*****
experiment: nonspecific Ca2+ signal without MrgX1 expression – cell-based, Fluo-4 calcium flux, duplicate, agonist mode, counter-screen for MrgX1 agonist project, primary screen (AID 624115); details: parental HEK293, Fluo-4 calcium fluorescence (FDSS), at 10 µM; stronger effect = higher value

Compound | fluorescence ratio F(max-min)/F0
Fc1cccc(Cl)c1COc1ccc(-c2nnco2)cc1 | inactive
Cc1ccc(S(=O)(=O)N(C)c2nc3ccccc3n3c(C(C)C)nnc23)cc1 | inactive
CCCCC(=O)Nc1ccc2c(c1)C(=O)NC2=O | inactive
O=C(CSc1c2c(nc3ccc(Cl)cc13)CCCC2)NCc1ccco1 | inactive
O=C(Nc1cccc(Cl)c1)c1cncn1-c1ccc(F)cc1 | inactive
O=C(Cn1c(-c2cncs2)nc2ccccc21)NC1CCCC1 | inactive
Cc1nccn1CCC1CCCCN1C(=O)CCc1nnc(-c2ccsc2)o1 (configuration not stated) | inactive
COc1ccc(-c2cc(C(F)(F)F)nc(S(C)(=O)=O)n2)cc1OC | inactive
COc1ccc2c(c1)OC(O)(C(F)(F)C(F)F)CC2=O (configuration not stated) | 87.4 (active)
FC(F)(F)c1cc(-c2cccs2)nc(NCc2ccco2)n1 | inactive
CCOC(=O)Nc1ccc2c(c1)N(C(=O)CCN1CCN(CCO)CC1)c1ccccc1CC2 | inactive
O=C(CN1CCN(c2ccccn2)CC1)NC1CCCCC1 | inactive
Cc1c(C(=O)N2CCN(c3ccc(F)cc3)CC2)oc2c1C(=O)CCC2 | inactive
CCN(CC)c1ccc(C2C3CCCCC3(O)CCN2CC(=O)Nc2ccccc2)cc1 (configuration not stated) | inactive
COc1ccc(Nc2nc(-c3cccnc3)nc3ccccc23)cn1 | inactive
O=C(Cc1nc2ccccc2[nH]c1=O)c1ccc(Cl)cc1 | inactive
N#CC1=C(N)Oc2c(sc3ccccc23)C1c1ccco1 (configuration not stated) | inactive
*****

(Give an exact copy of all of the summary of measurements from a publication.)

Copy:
experiment: nonspecific Ca2+ signal without MrgX1 expression – cell-based, Fluo-4 calcium flux, duplicate, agonist mode, counter-screen for MrgX1 agonist project, primary screen (AID 624115); details: parental HEK293, Fluo-4 calcium fluorescence (FDSS), at 10 µM; stronger effect = higher value

Compound | fluorescence ratio F(max-min)/F0
Fc1cccc(Cl)c1COc1ccc(-c2nnco2)cc1 | inactive
Cc1ccc(S(=O)(=O)N(C)c2nc3ccccc3n3c(C(C)C)nnc23)cc1 | inactive
CCCCC(=O)Nc1ccc2c(c1)C(=O)NC2=O | inactive
O=C(CSc1c2c(nc3ccc(Cl)cc13)CCCC2)NCc1ccco1 | inactive
O=C(Nc1cccc(Cl)c1)c1cncn1-c1ccc(F)cc1 | inactive
O=C(Cn1c(-c2cncs2)nc2ccccc21)NC1CCCC1 | inactive
Cc1nccn1CCC1CCCCN1C(=O)CCc1nnc(-c2ccsc2)o1 (configuration not stated) | inactive
COc1ccc(-c2cc(C(F)(F)F)nc(S(C)(=O)=O)n2)cc1OC | inactive
COc1ccc2c(c1)OC(O)(C(F)(F)C(F)F)CC2=O (configuration not stated) | 87.4 (active)
FC(F)(F)c1cc(-c2cccs2)nc(NCc2ccco2)n1 | inactive
CCOC(=O)Nc1ccc2c(c1)N(C(=O)CCN1CCN(CCO)CC1)c1ccccc1CC2 | inactive
O=C(CN1CCN(c2ccccn2)CC1)NC1CCCCC1 | inactive
Cc1c(C(=O)N2CCN(c3ccc(F)cc3)CC2)oc2c1C(=O)CCC2 | inactive
CCN(CC)c1ccc(C2C3CCCCC3(O)CCN2CC(=O)Nc2ccccc2)cc1 (configuration not stated) | inactive
COc1ccc(Nc2nc(-c3cccnc3)nc3ccccc23)cn1 | inactive
O=C(Cc1nc2ccccc2[nH]c1=O)c1ccc(Cl)cc1 | inactive
N#CC1=C(N)Oc2c(sc3ccccc23)C1c1ccco1 (configuration not stated) | inactive